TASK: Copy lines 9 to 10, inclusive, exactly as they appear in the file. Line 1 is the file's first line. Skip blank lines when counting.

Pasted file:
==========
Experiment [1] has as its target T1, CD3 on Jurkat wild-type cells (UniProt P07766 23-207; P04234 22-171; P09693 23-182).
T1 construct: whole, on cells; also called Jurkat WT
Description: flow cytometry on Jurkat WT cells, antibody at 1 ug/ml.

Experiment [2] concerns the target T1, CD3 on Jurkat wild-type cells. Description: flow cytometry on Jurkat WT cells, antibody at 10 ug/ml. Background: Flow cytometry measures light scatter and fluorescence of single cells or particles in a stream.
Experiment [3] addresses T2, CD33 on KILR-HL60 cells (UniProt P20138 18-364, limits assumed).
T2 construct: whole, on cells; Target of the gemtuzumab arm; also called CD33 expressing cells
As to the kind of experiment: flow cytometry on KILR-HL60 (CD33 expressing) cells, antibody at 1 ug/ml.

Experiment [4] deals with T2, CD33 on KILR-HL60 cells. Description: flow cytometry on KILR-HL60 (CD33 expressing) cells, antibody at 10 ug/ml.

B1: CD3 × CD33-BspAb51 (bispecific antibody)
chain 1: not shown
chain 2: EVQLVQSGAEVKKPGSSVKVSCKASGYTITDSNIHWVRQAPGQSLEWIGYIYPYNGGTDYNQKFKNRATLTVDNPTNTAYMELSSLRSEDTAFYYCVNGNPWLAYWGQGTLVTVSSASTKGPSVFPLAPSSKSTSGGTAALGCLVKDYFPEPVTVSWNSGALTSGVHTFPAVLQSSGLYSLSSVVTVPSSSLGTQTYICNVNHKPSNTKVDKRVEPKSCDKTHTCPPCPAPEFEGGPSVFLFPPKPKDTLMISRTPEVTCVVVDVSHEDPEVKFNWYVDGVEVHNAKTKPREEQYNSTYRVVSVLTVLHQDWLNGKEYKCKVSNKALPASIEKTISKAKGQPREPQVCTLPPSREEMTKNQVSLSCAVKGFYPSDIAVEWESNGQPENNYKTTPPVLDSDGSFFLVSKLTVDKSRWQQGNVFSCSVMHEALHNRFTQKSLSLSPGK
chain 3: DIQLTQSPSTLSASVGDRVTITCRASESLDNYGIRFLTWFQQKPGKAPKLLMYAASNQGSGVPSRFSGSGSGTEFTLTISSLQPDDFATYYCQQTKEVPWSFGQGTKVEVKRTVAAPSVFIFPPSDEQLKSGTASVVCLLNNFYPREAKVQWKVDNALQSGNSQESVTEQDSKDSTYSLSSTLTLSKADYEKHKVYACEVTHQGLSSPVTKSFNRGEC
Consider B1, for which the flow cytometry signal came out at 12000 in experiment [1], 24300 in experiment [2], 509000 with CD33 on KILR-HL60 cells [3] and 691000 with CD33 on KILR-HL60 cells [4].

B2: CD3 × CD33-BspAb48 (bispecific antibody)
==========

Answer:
B1: CD3 × CD33-BspAb51 (bispecific antibody)
chain 1: not shown